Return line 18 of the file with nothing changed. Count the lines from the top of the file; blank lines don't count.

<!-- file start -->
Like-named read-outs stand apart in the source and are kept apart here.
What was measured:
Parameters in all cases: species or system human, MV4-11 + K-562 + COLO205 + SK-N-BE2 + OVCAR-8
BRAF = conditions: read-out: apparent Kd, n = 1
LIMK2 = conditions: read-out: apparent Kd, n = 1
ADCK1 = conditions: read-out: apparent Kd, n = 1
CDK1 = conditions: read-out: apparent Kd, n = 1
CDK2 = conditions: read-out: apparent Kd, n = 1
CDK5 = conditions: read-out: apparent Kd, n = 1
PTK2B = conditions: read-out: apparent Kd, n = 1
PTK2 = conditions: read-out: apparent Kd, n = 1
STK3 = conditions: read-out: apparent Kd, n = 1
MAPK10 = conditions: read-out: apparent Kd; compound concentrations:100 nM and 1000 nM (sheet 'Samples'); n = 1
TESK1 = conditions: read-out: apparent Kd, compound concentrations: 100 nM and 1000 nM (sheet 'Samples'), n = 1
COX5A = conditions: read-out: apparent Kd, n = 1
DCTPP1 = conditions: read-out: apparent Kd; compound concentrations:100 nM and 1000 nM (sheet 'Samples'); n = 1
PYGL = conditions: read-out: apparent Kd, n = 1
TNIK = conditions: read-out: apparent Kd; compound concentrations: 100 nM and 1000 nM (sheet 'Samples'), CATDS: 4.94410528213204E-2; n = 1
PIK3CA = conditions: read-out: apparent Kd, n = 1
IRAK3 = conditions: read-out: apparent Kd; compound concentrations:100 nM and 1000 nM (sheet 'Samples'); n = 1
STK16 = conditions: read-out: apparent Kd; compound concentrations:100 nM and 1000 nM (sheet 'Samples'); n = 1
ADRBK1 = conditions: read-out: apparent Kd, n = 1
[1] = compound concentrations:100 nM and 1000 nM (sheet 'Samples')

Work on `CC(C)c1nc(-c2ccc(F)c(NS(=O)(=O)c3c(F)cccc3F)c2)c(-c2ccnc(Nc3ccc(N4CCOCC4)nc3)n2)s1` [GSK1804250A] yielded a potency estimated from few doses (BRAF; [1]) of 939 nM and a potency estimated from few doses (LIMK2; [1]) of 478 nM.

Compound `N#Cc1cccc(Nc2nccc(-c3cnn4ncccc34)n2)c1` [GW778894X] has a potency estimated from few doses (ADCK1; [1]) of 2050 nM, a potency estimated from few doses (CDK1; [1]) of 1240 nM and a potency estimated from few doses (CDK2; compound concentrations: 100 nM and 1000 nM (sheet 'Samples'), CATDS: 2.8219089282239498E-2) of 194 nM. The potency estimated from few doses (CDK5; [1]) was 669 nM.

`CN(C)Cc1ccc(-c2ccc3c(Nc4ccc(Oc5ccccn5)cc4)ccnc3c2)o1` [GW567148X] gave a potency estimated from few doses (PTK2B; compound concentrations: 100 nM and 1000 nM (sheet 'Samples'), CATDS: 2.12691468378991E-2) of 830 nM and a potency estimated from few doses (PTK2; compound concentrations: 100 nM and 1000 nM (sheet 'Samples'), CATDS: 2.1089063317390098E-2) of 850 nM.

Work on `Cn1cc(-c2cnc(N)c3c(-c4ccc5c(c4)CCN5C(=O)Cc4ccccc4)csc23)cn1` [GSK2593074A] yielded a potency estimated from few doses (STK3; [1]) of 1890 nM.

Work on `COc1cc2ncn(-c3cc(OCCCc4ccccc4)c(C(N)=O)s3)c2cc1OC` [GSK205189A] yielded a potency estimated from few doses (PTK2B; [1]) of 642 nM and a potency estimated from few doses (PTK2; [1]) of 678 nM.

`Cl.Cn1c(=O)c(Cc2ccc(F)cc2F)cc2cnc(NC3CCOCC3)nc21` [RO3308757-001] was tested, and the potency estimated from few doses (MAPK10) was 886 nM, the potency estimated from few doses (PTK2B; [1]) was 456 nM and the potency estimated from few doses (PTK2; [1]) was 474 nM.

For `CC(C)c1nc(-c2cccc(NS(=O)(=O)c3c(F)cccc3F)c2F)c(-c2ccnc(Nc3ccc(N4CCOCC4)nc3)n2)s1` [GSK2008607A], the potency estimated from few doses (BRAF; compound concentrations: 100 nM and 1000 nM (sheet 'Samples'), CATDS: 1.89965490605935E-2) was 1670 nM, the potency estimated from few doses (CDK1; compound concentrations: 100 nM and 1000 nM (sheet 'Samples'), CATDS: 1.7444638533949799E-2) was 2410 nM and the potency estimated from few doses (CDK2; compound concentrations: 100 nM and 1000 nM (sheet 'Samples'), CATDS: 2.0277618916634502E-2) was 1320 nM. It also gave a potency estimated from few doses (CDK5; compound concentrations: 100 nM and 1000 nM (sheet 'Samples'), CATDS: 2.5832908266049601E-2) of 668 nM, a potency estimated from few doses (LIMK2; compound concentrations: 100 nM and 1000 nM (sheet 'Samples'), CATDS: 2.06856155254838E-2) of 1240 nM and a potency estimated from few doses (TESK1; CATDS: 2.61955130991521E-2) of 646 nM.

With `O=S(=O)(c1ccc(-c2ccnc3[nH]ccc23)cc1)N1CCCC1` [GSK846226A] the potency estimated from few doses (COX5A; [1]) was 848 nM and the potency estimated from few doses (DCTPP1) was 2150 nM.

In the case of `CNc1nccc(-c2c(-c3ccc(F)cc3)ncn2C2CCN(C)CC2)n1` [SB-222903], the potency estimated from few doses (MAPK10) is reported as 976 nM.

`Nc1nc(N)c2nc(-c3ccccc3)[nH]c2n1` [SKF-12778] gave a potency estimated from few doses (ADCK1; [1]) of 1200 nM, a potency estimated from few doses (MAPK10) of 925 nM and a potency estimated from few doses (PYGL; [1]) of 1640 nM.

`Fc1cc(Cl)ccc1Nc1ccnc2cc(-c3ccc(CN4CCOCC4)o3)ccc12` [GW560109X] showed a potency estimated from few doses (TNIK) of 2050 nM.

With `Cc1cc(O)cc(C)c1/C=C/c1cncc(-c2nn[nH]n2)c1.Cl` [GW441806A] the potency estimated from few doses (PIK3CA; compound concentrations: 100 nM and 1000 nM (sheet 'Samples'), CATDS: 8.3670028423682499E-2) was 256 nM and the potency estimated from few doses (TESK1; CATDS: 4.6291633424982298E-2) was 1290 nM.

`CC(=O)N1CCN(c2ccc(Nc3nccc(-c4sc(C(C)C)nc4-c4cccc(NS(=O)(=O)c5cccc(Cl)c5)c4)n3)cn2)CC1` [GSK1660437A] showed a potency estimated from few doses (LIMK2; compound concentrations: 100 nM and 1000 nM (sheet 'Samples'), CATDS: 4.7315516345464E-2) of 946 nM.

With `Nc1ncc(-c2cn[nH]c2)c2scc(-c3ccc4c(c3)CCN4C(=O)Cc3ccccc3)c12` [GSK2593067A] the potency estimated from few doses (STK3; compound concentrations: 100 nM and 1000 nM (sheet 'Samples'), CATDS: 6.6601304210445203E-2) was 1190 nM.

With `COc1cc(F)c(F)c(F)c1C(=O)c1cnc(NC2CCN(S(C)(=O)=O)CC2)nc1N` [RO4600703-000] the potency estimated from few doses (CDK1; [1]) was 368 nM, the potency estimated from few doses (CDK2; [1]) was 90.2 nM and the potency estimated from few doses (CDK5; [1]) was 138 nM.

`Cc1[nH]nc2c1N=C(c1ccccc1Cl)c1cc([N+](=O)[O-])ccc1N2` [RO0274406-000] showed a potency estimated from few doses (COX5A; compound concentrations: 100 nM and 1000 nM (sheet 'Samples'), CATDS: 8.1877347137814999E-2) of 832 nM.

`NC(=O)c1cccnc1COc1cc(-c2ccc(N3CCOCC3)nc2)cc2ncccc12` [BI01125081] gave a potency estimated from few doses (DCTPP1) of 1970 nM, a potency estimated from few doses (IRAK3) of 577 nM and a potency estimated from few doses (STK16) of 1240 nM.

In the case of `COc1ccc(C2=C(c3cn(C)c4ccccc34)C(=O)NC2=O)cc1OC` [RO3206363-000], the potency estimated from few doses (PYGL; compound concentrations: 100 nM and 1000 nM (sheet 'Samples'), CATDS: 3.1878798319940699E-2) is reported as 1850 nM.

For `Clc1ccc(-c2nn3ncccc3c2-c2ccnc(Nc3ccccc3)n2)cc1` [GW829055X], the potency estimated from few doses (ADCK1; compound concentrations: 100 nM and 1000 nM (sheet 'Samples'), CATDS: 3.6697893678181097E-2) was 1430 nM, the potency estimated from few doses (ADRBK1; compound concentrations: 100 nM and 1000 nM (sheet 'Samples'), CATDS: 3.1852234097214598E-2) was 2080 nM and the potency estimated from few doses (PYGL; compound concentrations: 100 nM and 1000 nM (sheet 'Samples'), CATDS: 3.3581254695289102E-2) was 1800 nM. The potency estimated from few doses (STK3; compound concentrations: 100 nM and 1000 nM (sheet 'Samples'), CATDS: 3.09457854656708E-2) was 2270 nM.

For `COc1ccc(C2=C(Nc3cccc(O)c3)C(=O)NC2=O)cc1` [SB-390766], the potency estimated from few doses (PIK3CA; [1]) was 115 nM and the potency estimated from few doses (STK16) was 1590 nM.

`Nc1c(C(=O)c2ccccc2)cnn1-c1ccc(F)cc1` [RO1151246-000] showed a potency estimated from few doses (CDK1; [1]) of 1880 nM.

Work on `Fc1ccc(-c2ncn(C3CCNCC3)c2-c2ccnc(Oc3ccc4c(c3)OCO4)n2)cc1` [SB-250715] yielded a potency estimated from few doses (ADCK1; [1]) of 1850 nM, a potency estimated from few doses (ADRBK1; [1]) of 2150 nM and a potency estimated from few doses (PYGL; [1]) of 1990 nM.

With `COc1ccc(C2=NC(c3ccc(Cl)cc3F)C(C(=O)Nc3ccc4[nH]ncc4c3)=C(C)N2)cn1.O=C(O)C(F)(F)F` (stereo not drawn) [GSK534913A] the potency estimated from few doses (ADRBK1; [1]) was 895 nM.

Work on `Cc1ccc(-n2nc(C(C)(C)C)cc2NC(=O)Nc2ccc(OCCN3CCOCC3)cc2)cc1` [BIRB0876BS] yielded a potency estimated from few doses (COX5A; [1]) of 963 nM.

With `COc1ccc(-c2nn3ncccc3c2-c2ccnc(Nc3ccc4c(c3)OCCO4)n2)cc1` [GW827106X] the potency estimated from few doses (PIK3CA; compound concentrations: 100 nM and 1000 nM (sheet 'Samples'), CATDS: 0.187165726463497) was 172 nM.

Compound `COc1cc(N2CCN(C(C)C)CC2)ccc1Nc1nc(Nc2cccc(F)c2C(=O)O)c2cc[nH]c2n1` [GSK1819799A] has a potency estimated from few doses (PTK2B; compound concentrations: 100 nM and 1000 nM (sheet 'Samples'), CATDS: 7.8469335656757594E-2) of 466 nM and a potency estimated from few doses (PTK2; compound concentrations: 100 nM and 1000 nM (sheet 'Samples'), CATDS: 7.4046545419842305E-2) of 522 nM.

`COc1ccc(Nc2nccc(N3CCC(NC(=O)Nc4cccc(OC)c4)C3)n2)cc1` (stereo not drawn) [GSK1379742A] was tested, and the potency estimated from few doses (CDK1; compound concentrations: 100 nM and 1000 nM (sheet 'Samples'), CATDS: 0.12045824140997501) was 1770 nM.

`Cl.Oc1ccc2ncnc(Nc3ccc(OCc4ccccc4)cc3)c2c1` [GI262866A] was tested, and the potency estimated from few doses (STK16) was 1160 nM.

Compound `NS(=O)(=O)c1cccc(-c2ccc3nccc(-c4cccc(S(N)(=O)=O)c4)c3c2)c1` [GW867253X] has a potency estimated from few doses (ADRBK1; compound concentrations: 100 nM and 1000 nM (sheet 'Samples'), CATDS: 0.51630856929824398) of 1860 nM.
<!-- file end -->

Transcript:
TNIK = conditions: read-out: apparent Kd; compound concentrations: 100 nM and 1000 nM (sheet 'Samples'), CATDS: 4.94410528213204E-2; n = 1